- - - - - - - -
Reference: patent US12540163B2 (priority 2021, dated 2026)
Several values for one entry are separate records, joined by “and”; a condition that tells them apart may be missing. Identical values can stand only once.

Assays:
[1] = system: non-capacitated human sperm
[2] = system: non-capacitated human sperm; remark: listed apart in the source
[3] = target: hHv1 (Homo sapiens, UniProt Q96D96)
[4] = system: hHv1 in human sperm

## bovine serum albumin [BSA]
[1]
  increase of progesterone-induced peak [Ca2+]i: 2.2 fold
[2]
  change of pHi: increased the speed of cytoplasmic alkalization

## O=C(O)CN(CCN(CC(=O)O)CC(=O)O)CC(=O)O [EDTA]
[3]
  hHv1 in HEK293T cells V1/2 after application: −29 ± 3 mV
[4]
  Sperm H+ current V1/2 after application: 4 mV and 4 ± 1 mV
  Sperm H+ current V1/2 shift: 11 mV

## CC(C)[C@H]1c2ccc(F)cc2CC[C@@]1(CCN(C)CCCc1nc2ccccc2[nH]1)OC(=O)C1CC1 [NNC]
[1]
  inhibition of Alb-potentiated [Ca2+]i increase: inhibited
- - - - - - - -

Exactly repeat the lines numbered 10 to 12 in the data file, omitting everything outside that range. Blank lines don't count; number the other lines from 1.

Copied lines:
  increase of progesterone-induced peak [Ca2+]i: 2.2 fold
[2]
  change of pHi: increased the speed of cytoplasmic alkalization